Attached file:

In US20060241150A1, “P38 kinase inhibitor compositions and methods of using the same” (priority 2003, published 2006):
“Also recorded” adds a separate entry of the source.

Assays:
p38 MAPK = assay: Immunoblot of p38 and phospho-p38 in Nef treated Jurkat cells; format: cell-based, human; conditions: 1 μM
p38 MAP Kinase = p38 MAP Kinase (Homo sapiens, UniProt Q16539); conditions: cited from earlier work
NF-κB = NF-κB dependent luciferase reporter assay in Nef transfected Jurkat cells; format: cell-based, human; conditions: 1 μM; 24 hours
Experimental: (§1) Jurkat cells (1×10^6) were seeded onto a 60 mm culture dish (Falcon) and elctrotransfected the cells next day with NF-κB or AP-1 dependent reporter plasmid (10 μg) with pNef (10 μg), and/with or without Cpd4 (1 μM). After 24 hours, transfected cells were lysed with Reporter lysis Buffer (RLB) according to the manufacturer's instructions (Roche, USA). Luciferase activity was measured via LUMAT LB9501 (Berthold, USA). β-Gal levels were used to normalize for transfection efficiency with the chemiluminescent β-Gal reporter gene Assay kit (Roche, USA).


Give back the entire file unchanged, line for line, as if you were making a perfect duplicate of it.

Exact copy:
In US20060241150A1, “P38 kinase inhibitor compositions and methods of using the same” (priority 2003, published 2006):
“Also recorded” adds a separate entry of the source.

Assays:
p38 MAPK = assay: Immunoblot of p38 and phospho-p38 in Nef treated Jurkat cells; format: cell-based, human; conditions: 1 μM
p38 MAP Kinase = p38 MAP Kinase (Homo sapiens, UniProt Q16539); conditions: cited from earlier work
NF-κB = NF-κB dependent luciferase reporter assay in Nef transfected Jurkat cells; format: cell-based, human; conditions: 1 μM; 24 hours
Experimental: (§1) Jurkat cells (1×10^6) were seeded onto a 60 mm culture dish (Falcon) and elctrotransfected the cells next day with NF-κB or AP-1 dependent reporter plasmid (10 μg) with pNef (10 μg), and/with or without Cpd4 (1 μM). After 24 hours, transfected cells were lysed with Reporter lysis Buffer (RLB) according to the manufacturer's instructions (Roche, USA). Luciferase activity was measured via LUMAT LB9501 (Berthold, USA). β-Gal levels were used to normalize for transfection efficiency with the chemiluminescent β-Gal reporter gene Assay kit (Roche, USA).